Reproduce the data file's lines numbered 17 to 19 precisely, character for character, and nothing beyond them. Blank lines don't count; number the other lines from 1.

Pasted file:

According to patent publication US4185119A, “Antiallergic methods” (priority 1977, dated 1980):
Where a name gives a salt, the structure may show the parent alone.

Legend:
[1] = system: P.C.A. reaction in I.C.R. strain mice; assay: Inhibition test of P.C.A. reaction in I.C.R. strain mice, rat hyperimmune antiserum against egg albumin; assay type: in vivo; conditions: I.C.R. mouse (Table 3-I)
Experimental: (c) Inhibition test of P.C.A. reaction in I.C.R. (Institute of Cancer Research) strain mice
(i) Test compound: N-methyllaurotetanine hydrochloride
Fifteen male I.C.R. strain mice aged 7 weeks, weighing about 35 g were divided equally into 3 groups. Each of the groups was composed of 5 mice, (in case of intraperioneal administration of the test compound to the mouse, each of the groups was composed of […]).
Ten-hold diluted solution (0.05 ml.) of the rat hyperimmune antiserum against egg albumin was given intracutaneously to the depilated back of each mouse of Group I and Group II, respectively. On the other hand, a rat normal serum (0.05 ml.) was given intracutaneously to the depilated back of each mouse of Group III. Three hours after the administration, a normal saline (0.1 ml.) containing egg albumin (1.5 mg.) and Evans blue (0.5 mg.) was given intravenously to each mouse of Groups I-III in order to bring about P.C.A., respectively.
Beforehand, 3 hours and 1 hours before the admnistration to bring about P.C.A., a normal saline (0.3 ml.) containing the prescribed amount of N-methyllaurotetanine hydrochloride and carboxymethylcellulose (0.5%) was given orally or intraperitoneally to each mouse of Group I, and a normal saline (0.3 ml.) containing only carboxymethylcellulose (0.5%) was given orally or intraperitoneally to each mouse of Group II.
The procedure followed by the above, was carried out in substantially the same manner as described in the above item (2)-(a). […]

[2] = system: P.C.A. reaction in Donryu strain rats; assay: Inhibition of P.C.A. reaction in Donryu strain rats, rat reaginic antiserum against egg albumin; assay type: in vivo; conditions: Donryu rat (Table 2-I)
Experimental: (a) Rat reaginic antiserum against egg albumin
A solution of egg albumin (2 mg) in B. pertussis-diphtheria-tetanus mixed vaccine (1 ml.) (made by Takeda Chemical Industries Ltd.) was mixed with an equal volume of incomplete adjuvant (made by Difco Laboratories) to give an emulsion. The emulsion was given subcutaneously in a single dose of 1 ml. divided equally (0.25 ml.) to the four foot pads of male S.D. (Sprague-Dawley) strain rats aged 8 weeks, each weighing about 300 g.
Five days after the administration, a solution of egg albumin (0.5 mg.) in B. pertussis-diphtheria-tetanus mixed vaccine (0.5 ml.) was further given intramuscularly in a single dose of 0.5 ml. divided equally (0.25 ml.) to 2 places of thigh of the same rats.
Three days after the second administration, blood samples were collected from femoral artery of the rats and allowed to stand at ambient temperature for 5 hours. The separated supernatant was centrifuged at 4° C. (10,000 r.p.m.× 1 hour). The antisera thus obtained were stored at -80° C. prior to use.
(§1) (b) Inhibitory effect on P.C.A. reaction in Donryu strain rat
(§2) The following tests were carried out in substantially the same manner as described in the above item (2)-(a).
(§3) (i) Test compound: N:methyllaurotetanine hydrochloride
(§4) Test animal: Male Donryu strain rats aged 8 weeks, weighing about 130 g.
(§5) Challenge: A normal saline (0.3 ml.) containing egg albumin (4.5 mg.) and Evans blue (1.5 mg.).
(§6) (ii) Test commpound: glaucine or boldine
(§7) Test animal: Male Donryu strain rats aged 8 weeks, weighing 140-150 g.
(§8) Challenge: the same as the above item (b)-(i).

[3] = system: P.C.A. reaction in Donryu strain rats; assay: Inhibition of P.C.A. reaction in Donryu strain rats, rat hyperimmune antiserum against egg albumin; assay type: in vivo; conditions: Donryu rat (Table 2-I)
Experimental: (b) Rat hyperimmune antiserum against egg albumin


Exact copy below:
(§2) The following tests were carried out in substantially the same manner as described in the above item (2)-(a).
(§3) (i) Test compound: N:methyllaurotetanine hydrochloride
(§4) Test animal: Male Donryu strain rats aged 8 weeks, weighing about 130 g.